NEW YORK : Investors around the world lost their appetite for risk on Wednesday with stocks selling off and the U.S. dollar gaining ground as Ukraine declared a state of emergency amid intensifying fears of a full-scale Russian invasion. Trading in both riskier and safe-haven assets has been volatile since Russian President Vladimir Putin's dispatch of troops earlier this week into parts of Ukraine, which in turn triggered sanctions from Western countries and the threat of more to come if Moscow advances further.
Oil futures, which whipsawed during the session between supply concerns and uncertainty, settled well below their session highs. U.S. Treasury yields, while staying above Tuesday's close, were also volatile.
Ukraine declared a state of emergency and told its citizens to flee Russia, while Moscow began evacuating its Kyiv embassy. Shelling intensified in eastern Ukraine, where Putin recognised the independence of two separatist Moscow-backed regions and deployed troops as "peacekeepers".
A senior U.S. official said on Wednesday that Russia is as ready as it can be to launch what could be a full-scale invasion, with 80 percent of troops assembled around Ukraine in attack positions.
After rising as much as 0.7% earlier on Wednesday the MSCI World Index, a leading gauge of equity markets globally, reversed course in morning trading was last down 1% with losses deepening in afternoon trading.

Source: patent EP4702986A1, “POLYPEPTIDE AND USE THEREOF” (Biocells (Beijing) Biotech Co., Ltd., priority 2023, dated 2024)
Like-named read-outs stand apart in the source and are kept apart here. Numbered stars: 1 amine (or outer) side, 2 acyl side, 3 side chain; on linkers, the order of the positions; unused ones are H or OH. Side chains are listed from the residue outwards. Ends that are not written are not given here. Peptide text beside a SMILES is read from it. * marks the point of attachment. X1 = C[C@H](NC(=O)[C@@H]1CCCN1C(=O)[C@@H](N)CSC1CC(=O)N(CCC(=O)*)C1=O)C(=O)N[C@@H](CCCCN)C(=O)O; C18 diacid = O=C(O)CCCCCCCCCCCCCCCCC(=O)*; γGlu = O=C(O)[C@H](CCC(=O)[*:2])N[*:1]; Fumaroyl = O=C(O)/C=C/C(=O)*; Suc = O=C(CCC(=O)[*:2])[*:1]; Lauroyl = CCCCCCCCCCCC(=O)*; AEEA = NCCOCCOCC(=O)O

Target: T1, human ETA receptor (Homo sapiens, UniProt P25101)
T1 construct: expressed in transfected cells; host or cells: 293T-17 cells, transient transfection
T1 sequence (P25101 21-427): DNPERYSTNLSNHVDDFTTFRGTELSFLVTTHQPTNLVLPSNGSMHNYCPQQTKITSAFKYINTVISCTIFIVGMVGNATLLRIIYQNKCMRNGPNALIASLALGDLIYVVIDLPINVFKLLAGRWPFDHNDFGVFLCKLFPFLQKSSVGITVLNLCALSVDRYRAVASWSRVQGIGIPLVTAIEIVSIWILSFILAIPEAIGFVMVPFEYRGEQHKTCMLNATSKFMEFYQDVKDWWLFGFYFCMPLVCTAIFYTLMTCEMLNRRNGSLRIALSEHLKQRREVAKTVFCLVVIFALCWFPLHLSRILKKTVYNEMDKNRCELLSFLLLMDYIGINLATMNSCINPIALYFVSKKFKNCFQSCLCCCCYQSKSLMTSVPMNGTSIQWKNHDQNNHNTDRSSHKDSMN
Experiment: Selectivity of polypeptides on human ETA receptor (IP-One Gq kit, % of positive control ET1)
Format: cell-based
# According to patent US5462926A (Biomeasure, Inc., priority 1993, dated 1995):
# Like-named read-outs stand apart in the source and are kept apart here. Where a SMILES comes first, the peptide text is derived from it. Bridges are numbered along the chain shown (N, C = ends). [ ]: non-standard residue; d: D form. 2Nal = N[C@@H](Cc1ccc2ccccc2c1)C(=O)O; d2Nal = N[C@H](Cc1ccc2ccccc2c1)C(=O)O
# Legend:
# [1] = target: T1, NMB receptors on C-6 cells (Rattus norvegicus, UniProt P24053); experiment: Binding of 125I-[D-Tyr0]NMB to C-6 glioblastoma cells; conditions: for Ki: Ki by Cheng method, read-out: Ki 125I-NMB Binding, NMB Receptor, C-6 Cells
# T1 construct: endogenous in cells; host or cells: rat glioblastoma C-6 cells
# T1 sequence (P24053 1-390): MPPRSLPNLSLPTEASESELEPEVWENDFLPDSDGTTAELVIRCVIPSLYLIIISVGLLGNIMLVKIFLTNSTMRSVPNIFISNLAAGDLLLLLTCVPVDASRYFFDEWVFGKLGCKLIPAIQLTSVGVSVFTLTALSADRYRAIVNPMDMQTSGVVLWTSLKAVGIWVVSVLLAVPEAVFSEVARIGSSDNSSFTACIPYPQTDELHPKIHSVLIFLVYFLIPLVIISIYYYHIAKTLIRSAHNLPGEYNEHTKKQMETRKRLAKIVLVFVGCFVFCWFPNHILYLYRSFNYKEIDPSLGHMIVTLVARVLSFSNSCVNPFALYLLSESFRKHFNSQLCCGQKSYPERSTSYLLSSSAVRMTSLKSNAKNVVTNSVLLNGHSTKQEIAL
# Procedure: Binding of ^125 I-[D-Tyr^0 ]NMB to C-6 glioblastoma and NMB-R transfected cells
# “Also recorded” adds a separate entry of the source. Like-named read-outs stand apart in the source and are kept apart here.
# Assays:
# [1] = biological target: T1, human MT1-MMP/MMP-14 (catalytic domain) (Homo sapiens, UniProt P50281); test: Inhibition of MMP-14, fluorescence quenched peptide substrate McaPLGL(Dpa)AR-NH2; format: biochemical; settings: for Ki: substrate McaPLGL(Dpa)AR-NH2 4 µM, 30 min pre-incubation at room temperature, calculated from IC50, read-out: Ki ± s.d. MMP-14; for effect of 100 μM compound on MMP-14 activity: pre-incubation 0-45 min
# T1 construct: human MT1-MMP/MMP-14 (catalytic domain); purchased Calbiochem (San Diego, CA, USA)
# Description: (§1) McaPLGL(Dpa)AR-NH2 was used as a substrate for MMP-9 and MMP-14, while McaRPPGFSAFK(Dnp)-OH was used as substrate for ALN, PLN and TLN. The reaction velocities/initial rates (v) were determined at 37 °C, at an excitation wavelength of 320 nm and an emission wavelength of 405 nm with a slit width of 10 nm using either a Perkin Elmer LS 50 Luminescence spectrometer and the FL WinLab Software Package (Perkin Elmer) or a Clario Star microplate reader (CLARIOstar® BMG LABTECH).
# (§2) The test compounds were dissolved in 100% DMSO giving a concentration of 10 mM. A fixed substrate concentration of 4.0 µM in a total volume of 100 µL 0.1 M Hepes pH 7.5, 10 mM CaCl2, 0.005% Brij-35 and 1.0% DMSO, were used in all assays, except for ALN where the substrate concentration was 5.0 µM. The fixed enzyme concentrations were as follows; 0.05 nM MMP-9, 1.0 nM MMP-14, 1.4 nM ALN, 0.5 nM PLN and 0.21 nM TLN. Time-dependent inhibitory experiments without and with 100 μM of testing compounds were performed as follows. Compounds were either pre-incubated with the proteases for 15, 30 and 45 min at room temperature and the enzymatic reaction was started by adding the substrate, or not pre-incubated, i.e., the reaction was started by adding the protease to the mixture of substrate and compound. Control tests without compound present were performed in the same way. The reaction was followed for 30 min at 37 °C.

After falling as much as 1% and rising almost 2%, Brent crude settled unchanged from Tuesday's close at $96.84, while West Texas Intermediate settled up 0.21% at $92.10 per barrel after earlier falling as much as 1.9% and rising 1.7% all in the same day.
While investors have also been grappling with the prospects of a U.S. Federal Reserve policy tightening in the face of surging inflation, these worries have "been somewhat superseded by events in eastern Europe and in Russia," said Rhys Williams, chief strategist at Spouting Rock Asset Management.
"So in the very short term, markets will go up or down based on whether (Putin) marches to Kyiv," said Williams, adding that investors had appeared to accept that Russia had moved into the Donetsk and Luhansk regions in Ukraine.
But if Putin "goes to Kyiv and there is a regime change and potentially a guerrilla war for the next two generations, that's a more difficult scenario and there is frankly only one person who can decide this."
Treasury yields were higher as investors monitored Russia-Ukraine events and remained concerned about inflation and a potential Federal Reserve policy mistake.
Benchmark 10-year notes last fell 9/32 in price to yield 1.979%, from 1.948% late on Tuesday. The 30-year bond last fell 18/32 in price to yield 2.2782%, from 2.253%. The 2-year note last fell 1/32 in price to yield 1.5976%, from 1.587%.
Trading was also choppy in currencies with the dollar index last up 0.132% and the euro down 0.18% to $1.1305.
The Japanese yen strengthened 0.08% versus the greenback at 114.96 per dollar, while Britain's pound was last trading at $1.3538, down 0.32%.
The Dow Jones Industrial Average fell 373.58 points, or 1.11%, to 33,223.03; the S&P 500 lost 62.83 points, or 1.46%, to 4,241.93; and the Nasdaq Composite dropped 266.53 points, or 1.99%, to 13,114.99.
After rising as much as 1.17% earlier in the day the pan-European STOXX Europe 600 index closed down 0.28%.
Gold added 0.5% to $1,907.18 an ounce.
(Reporting by Sinéad Carew, additional reporting by Karin Strohecker in London, Tom Westbrook, Vidya Ranganathan in Singapore and Divya Chowdhury in Mumbai; Editing by Jane Merriman, Chizu Nomiyama, Angus MacSwan and Jonathan Oatis) ((firstname.lastname@example.org))
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